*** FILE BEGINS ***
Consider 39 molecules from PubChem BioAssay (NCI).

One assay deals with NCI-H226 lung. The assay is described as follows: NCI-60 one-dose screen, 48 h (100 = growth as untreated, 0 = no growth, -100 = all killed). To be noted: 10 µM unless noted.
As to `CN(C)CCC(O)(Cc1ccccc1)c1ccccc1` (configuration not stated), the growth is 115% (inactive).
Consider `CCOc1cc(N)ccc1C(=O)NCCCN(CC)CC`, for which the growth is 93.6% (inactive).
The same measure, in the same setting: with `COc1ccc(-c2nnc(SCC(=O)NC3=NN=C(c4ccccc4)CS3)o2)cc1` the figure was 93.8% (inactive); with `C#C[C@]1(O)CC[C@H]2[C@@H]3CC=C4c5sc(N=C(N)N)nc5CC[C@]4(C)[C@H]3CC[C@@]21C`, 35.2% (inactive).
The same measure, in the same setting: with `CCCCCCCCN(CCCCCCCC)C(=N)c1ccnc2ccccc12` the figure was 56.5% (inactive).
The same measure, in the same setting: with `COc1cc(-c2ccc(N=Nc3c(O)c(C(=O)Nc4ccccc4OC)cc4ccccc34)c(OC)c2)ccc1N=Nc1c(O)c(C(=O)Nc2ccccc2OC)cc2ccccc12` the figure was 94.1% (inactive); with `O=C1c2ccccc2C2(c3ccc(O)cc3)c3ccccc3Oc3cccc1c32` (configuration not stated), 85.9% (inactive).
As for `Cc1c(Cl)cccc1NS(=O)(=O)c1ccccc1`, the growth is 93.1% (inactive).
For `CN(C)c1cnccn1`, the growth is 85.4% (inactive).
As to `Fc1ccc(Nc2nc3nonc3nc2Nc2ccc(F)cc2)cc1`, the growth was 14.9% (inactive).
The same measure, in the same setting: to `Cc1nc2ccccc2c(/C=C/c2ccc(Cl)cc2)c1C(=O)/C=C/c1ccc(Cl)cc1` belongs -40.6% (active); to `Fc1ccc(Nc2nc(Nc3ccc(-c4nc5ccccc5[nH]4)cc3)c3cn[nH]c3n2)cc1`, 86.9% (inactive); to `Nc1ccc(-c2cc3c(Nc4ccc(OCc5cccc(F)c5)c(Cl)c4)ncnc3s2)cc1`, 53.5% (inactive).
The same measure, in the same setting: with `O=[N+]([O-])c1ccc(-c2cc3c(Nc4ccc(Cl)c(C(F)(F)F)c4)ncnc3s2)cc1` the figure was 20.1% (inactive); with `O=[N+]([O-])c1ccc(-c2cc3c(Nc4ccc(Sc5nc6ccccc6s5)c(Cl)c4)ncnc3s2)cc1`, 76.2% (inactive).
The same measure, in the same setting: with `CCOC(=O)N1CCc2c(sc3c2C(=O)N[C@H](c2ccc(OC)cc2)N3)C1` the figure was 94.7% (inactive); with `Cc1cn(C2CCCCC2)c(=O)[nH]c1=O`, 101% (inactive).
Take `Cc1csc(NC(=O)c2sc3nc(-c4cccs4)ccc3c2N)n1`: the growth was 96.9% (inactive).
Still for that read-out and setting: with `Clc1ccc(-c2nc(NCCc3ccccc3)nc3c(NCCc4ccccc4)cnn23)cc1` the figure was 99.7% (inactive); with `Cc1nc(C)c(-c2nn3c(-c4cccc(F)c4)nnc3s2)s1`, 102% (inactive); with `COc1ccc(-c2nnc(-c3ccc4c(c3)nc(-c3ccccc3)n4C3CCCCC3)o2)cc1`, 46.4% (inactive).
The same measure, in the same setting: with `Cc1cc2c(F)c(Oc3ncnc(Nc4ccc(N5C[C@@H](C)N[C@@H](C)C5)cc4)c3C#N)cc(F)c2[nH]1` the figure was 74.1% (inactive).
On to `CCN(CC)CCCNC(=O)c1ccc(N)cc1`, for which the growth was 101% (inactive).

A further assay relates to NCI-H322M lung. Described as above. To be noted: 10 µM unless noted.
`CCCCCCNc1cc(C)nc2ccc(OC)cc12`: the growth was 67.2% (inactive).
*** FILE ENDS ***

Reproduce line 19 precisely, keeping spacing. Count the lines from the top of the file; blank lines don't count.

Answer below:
`CCCCCCNc1cc(C)nc2ccc(OC)cc12`: the growth was 67.2% (inactive).